In Test cricket, there is significant reward in self denial. It is now part of Sachin Tendulkar's legend that he refused to play the cover drive — a shot that brought him runs by the buckets over the years — during the Test at Sydney in 2004, after he was dismissed a couple of times earlier in the tour while playing that shot. He would go on to score 241 runs without being dismissed. Even after he was well set, he could have afforded to play the cover drive, but he denied himself that opportunity, and thereby denied the opposition a pathway to get him out.
That a batsman whose credentials were already indelibly etched in the history books and in people's minds, would and could perform such extreme form of monk-like discipline was incredible. That innings is also curious in that it did not feature a single six. Tendulkar basically took two high risk shots out of his armory and it should be no surprise that a player of his calibre would then score a double century.
At Hyderabad against an outmatched Bangladesh, Virat Kohli essayed his fourth double hundred in Tests, and the third one not to feature a single ball launched over the boundary. Kohli achieved his first double century in Antigua last year without hitting a six, and repeated the feat against New Zealand in Indore, and his third Test double hundred against England at Wankhede had a single six — hit after he was past 200 and looking for declaration.
For a batsman who made his reputation in the limited overs format, where he hits three sixes in four innings, Kohli has only hit 11 sixes in his 91 Test innings. His childhood coach Rajkumar Sharma noted after his 235 against England in Mumbai, “[Kohli] has made a conscious effort to not hit sixes in Test cricket. He has all the shots to score runs, so why take any risk of playing the ball in the air? His intention is to play along the ground as much as possible.” Ten of his 16 centuries do not feature a six, and the most number of boundaries (25) in any of Kohli's double hundreds came during his Mumbai innings.
The gulf between India and Bangladesh is more than just their positions in the ICC Test rankings. Bangladeshi bowlers are not equipped with the level of application and consistency required to prise out quality batsman like Kohli. The Indian captain could have easily indulged himself after he reached his 16th Test century by looking for the big shots but he chose to deny himself that luxury to accumulate more runs for himself and his side. Bangladesh could only have hoped to remove Kohli if he had in fact given in to the temptation but by resisting it, he shut the door firmly on the visitors.
This particular Kohli innings at the Rajiv Gandhi International Stadium was remarkable in that the first 101 runs included just 10 hits to the boundary, and the next 103 runs featured 14 more. That he had four more shots to the rope for his second hundred runs was the extent of Kohli cutting himself loose. That has been the level of concentration and dedication to his philosophy of cutting risk down while batting. But that he did not hit a six, or gorge himself on boundaries did not slow his innings down; Kohli ended with a strike rate of over 80 (82.92 to be precise), built on 67 singles, 19 twos and a three.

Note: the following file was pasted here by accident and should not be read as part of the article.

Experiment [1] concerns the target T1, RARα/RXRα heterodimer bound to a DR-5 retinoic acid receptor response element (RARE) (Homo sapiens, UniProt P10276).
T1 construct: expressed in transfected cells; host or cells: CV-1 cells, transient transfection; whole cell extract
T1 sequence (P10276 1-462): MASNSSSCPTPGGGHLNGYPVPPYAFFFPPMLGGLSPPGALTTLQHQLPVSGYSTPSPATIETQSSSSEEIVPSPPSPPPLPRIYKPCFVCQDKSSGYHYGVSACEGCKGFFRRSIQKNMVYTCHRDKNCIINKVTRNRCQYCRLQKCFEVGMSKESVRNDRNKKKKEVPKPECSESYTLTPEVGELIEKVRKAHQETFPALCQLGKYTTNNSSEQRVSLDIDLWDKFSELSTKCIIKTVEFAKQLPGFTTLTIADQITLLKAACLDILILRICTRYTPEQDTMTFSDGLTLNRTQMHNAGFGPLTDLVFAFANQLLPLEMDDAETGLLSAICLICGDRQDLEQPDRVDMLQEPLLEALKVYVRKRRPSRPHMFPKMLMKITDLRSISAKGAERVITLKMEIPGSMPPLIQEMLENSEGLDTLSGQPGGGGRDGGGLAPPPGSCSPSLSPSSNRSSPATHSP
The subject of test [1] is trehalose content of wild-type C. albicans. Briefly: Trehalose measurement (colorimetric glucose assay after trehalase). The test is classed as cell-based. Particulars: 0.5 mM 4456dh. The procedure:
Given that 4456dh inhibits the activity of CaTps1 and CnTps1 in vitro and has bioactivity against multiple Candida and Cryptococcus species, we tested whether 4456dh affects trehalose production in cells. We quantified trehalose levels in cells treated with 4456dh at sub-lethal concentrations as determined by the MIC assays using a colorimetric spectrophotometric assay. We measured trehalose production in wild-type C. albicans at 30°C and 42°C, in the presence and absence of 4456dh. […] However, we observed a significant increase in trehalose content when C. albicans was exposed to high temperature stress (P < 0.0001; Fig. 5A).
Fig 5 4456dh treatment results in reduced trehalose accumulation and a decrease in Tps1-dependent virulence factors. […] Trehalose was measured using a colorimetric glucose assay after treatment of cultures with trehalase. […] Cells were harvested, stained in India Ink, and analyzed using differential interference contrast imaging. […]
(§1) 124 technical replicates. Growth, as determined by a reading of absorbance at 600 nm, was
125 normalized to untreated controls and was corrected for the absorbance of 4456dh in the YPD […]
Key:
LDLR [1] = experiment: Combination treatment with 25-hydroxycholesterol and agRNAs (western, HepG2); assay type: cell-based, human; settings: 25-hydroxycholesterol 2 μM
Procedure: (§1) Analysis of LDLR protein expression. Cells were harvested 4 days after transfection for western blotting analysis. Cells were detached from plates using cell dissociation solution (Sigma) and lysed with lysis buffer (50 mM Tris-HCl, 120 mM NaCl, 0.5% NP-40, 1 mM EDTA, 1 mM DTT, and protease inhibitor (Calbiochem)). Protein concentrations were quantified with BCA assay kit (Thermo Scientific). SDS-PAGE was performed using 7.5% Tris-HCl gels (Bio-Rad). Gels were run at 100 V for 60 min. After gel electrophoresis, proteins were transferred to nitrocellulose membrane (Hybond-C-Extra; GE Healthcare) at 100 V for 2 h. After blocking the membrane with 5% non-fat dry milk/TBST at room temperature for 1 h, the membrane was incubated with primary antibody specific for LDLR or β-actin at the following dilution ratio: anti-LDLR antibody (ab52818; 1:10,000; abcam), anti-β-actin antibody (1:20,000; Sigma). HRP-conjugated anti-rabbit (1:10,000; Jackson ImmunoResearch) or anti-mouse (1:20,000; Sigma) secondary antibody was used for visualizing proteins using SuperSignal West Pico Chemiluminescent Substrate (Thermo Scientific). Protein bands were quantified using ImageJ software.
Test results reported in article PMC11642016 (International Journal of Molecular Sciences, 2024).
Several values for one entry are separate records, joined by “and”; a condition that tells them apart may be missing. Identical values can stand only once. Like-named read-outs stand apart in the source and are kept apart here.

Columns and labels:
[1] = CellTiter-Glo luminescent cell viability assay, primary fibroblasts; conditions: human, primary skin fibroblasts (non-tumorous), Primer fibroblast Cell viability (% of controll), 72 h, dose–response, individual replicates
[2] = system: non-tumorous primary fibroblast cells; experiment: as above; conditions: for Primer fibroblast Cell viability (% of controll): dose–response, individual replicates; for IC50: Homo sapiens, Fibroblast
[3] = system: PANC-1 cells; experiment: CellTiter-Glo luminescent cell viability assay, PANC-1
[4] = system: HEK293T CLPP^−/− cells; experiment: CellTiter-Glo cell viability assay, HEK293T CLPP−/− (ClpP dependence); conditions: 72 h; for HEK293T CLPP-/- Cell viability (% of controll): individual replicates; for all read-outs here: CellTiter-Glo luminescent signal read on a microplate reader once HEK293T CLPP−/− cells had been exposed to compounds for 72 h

In the 140-years history of Test cricket, there have been 360 individual innings of 200 runs or more. Of those, 183 innings did not feature a single hit over the boundary rope. For the 133 innings in which 'balls faced' data was recorded, only two of them ended with better strike rate than Kohli's innings at Hyderbad: Victor Trumper's 214 off 247 balls at Adelaide in 1911, and Adam Voges' 269* off 285 deliveries at Hobart in 2015, and both the innings contained more boundaries than Kohli's.
Of these 133 innings without a six, 24 of them finished with strike rate in excess of 70 runs per 100 balls, by 21 different batsmen. Three batsmen feature in this list of 24 twice: Donald Bradman, Brian Lara and Virat Kohli. It's never too shabby to be featured alongside Bradman and Trumper in any list. It is an indication of Kohli's current Test batting form that he could bridge Trumper and Bradman, one celebrated for the sheer joy he brought to the watchers with his batting and the other for the deep hunger for scoring runs. In the last season, Kohli has been able to put on a show of batting mastery while never losing his appetite for runs.
It is no coincidence that Kohli now firmly occupies the slot in the India lineup owned by Tendulkar for two decades. He has shown to be a worthy successor to that spot in not just the glut of runs, and stroke play, but also in the sort of discipline that Tendulkar most famously displayed at Sydney.